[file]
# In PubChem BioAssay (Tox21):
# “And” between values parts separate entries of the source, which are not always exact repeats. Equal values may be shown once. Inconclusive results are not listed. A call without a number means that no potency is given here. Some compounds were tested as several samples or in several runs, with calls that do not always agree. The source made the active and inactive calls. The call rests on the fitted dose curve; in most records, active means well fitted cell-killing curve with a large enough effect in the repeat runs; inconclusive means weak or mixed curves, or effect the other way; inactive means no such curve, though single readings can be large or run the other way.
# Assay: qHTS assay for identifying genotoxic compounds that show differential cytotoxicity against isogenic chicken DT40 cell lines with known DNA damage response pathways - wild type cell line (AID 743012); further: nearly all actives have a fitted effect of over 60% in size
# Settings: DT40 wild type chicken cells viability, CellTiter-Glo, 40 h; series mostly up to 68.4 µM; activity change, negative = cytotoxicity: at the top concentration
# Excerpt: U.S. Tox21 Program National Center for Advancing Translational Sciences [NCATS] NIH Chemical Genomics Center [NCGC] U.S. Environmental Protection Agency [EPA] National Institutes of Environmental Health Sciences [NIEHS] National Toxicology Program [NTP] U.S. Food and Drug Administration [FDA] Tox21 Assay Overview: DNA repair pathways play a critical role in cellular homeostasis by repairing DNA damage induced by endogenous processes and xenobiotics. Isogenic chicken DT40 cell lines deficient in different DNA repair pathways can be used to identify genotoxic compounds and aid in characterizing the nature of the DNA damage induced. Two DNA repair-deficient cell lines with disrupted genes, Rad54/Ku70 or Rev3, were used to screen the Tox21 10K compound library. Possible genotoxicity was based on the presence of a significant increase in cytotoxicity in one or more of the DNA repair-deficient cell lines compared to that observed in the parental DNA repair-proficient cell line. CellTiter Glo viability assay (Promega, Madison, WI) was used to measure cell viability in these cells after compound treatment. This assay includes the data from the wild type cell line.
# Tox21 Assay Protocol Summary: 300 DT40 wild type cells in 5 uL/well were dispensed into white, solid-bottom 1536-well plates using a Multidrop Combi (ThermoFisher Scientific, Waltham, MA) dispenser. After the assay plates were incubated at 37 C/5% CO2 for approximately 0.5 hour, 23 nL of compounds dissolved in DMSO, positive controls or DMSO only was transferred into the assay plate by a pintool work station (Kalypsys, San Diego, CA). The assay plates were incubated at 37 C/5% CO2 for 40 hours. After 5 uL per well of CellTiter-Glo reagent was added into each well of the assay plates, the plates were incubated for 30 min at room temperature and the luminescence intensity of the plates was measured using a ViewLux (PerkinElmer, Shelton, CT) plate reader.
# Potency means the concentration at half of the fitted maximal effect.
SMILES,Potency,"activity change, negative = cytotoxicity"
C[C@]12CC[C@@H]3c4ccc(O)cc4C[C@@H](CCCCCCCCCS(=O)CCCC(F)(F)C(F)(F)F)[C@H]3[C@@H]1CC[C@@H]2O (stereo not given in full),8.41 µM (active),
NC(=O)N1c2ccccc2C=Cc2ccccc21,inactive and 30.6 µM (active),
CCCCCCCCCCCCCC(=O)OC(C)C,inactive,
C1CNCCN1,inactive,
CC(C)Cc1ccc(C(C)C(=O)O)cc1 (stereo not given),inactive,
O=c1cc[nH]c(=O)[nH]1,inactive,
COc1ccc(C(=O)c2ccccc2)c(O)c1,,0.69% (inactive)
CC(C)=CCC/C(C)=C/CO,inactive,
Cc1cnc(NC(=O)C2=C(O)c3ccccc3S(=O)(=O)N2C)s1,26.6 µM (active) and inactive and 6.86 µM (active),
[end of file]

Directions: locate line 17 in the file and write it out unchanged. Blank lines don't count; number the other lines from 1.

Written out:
Cc1cnc(NC(=O)C2=C(O)c3ccccc3S(=O)(=O)N2C)s1,26.6 µM (active) and inactive and 6.86 µM (active),